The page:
Waymo ditches the waitlist and opens up its robotaxis to everyone in San Francisco

Waymo is opening up its robotaxi service to anyone who wants to ride in San Francisco. Previously, customers interested in taking a ride in one of the company’s driverless cars needed to sign up for a waitlist, which could take weeks or months to open up.

Waymo began its commercial test service in the city in August 2021 with a rollout to “trusted testers” — preapproved riders, some of whom were asked to sign nondisclosure agreements. In March 2022, Waymo began offering driverless rides for its staff. Since then its been giving rides to regular people who sign up for its waitlist, which the company says approximately 300,000 people have done since it first launched.

Now, Waymo’s driverless ridehail service will be available to anyone who downloads the app and requests a ride. This is similar to how Waymo operates its robotaxi service in Phoenix, which has been open to the public without a waitlist since 2020. And it comes at a time when Waymo is trying to cement its lead in the robotaxi industry, as some of its competitors are hamstrung by mishaps or a need to keep testing.

Waymo is trying to cement its lead in the robotaxi industry

Waymo has been operating in the Bay Area for years, slowly expanding its service area and introducing more driverless vehicles to its fleet. The fact that it’s now opening up its service to all residents of San Francisco — population 808,437 — is a sign of growing confidence from the Google spinoff.

It also comes amid heightened scrutiny of the driverless car industry after a series of crashes and complaints from city officials about obstructions and delays. Earlier this month, Waymo issued a software and mapping recall for all its vehicles after one of its robotaxis crashed into a telephone pole. Federal safety investigators are also looking into dozens of incidents in which Waymo’s robotaxis were involved in crashes. And some residents are openly hostile to the idea of driverless cars, such as the crowd of revelers that destroyed a riderless Waymo last February.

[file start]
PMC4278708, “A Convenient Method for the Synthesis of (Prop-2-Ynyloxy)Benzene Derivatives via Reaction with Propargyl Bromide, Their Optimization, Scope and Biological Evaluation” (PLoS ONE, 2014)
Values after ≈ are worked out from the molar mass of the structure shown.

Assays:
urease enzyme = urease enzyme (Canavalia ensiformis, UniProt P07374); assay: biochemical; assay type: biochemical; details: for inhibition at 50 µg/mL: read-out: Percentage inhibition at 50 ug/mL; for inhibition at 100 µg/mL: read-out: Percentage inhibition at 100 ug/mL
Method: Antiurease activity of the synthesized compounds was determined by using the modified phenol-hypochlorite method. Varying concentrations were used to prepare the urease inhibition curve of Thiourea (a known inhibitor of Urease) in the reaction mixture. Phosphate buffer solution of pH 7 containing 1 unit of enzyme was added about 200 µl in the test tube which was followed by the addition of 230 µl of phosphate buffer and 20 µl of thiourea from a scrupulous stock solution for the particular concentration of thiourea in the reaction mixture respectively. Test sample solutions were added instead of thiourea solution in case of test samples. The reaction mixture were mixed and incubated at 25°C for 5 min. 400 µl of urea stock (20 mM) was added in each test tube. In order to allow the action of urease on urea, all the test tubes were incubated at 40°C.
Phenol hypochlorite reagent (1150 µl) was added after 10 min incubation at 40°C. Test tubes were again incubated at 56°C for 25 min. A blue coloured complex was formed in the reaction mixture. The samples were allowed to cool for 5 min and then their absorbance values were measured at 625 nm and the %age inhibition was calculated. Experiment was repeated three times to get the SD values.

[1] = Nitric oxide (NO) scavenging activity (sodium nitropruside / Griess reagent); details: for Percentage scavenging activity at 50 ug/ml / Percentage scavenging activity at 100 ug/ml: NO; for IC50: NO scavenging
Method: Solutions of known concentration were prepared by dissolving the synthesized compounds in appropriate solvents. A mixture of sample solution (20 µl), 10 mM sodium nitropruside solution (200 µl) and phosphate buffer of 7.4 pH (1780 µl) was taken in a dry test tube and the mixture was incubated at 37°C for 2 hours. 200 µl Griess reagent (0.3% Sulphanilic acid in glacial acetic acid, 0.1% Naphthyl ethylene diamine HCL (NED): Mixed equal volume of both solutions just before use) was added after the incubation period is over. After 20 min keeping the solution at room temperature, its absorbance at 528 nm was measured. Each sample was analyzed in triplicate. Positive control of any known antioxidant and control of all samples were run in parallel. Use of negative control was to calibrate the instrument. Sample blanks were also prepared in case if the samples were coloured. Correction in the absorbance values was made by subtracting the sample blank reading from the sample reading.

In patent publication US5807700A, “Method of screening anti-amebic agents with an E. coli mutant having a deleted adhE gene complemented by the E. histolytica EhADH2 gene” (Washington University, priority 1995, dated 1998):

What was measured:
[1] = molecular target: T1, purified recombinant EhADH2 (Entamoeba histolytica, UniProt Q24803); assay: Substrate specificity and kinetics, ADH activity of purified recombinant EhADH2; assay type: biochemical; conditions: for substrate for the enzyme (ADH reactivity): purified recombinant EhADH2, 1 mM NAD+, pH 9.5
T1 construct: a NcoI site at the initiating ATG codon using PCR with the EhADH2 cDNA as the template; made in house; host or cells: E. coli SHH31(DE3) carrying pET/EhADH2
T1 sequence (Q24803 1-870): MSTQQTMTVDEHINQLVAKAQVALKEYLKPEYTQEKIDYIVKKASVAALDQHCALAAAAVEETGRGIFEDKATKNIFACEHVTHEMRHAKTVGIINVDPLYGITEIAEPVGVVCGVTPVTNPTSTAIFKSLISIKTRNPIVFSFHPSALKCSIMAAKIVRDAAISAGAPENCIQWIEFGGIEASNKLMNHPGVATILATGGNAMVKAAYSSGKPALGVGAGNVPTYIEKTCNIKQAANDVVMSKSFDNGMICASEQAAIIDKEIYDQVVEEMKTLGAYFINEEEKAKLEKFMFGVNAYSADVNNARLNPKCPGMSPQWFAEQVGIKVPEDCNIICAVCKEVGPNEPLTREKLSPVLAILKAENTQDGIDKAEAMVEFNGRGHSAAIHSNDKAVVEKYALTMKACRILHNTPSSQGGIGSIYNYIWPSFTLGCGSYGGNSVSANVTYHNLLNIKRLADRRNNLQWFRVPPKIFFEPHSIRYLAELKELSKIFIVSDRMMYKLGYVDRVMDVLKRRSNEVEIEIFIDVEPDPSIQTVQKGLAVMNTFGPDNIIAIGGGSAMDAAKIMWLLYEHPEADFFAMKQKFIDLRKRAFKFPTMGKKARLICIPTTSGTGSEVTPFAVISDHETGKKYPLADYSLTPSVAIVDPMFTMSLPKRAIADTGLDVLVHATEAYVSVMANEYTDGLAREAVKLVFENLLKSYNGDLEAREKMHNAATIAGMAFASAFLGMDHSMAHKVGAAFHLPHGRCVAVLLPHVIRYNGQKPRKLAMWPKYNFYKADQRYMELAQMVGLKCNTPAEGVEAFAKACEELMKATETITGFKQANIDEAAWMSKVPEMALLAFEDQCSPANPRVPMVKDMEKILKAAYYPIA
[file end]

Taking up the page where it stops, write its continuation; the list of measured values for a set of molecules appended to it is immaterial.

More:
Opening up the service to more people who want to pay money to ride in its driverless vehicles is a crucial step toward the normalization of autonomous vehicles. And it’s important for Waymo — and its parent company Alphabet — to turn a historically money-losing operation into one that can break even or perhaps even be profitable.

There’s a long way to go before then. In the meantime, Waymo will be dealing with more mundane concerns, such as how to make sure it has enough vehicles available to meet demand and how to position its vehicles to answer ride requests in a timely manner. If Waymo can’t keep pace with human-powered services like Uber and Lyft, it won’t stand much of a chance at success.

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